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Kristen Mitchell Research

Chronic liver disease and cirrhosis are a worldwide problem and the 12th leading cause of death in the U.S.
Liver cirrhosis is preceded by fibrosis, which is a reversible, wound-healing response characterized by the
synthesis of abnormal and excessive extracellular matrix by myofibroblasts. Liver myofibroblasts arise from
the differentiation of heterogeneous precursors, most notably hepatic stellate cells. Targeting myofibroblast
differentiation is a logical strategy to limit fibrosis and enhance recovery from liver disease. However, the
mechanisms that regulate myofibroblast differentiation are not completely understood, and currently there
are no anti-fibrotic drugs approved for use in the U.S. We recently discovered that myofibroblast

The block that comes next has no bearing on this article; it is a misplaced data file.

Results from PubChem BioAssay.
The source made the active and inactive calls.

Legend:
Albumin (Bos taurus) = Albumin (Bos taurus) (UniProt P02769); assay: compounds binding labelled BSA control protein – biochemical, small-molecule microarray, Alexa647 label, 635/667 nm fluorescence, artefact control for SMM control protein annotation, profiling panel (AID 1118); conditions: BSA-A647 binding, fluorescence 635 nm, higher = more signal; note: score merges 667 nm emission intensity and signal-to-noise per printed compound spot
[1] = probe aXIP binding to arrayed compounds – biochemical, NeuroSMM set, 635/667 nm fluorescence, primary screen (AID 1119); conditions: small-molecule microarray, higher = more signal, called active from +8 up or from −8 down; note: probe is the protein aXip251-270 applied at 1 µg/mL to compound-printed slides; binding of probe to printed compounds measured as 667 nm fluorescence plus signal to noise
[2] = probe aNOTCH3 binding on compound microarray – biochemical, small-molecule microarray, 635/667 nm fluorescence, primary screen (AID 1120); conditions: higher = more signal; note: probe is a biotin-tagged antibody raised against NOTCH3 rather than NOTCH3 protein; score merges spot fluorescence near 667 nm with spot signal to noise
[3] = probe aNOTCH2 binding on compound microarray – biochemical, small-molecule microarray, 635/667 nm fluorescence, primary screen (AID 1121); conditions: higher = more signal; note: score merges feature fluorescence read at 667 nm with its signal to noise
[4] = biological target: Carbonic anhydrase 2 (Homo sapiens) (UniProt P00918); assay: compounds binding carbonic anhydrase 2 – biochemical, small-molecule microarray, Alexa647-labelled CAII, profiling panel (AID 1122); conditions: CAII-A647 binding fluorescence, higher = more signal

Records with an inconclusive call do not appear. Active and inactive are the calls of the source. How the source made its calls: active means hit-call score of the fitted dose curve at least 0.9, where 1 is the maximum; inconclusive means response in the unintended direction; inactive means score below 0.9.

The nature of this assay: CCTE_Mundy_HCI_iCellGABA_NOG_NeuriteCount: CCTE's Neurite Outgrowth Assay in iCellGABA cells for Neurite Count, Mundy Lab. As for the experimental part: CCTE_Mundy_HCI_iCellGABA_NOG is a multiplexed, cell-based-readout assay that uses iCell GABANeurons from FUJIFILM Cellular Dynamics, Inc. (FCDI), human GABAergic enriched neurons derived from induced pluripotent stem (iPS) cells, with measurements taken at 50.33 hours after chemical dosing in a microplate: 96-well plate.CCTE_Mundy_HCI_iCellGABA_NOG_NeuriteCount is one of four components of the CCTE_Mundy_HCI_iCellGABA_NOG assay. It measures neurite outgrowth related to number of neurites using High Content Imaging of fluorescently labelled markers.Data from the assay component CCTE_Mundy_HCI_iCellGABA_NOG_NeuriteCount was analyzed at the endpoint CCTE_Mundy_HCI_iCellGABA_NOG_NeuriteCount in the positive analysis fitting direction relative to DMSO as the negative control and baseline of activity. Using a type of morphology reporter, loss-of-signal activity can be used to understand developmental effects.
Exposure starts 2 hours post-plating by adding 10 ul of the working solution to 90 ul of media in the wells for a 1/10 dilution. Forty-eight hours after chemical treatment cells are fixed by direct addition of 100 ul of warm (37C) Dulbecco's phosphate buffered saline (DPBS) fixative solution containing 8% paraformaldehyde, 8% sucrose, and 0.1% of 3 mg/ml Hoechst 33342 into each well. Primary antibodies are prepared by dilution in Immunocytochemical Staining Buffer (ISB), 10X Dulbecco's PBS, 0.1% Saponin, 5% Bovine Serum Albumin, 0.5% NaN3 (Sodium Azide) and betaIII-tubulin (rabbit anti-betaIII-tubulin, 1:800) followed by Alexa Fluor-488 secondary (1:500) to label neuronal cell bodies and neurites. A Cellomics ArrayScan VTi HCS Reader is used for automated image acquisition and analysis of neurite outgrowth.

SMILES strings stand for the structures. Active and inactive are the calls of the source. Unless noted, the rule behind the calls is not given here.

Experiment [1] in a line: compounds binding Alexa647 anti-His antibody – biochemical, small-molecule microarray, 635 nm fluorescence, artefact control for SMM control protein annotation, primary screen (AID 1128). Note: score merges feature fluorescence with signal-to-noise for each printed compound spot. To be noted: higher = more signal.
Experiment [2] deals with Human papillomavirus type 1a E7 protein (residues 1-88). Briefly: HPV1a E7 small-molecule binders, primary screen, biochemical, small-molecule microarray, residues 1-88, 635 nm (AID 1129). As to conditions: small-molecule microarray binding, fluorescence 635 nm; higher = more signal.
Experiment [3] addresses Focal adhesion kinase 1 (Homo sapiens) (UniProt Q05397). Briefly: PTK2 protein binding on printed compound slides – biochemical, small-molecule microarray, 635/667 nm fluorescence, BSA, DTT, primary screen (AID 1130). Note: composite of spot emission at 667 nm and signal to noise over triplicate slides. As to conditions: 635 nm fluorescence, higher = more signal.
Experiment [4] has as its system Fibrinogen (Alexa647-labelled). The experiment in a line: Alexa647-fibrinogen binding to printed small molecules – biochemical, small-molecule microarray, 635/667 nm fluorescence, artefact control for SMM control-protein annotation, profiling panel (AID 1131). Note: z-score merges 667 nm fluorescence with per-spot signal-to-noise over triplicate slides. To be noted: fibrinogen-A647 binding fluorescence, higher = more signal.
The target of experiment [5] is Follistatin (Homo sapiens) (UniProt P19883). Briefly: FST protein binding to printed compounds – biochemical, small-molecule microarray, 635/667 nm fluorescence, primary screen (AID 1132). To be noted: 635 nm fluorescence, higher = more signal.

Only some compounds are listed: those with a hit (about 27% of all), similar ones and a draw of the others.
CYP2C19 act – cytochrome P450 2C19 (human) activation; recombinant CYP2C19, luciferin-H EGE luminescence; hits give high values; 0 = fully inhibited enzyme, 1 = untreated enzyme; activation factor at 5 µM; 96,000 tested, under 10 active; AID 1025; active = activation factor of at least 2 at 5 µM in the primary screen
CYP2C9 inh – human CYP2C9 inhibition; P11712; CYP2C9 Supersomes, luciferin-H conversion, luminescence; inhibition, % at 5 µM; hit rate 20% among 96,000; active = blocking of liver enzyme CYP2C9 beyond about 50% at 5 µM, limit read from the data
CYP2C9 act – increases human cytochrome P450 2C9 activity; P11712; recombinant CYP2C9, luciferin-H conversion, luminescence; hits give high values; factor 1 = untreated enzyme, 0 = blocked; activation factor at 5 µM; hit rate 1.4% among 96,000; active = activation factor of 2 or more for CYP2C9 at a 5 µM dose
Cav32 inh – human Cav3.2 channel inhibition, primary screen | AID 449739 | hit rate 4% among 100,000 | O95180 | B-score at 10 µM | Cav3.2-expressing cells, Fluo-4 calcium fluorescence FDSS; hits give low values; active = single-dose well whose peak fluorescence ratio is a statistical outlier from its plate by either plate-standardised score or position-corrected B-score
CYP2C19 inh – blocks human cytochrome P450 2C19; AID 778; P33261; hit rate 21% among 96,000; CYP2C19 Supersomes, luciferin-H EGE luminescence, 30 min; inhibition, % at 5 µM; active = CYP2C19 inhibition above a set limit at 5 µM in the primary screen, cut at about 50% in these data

differentiation is increased by exogenous activation of the aryl hydrocarbon receptor (AhR). We will
mechanistically determine how exogenous and endogenous AhR signaling impacts myofibroblast
differentiation and liver fibrosis. We will test the hypothesis that AhR signaling is a regulator of myofibroblast
differentiation. We will determine how AhR signaling regulates myofibroblast differentiation. We will test the
possibility that a selective AhR modulator (SAhRM) holds promise for therapeutic use in suppressing
myofibroblast differentiation using whole transcriptome sequencing and multiplex assays. We will determine
how exogenous AhR activation enhances myofibroblast differentiation using well-established mouse models
of liver fibrosis. We will determine if TCDD directly or indirectly targets myofibroblast differentiation during
liver fibrosis using conditional AhR knockout mice in which the AhR is removed from either hepatic stellate
cells or from parenchymal hepatocytes. As Junior Investigator in the COBRE in Matrix Biology, I will work
with my scientific mentor to complete the aims and develop a grant proposal for future R01 funding.

For more information about Dr. Kristen Mitchell please click here.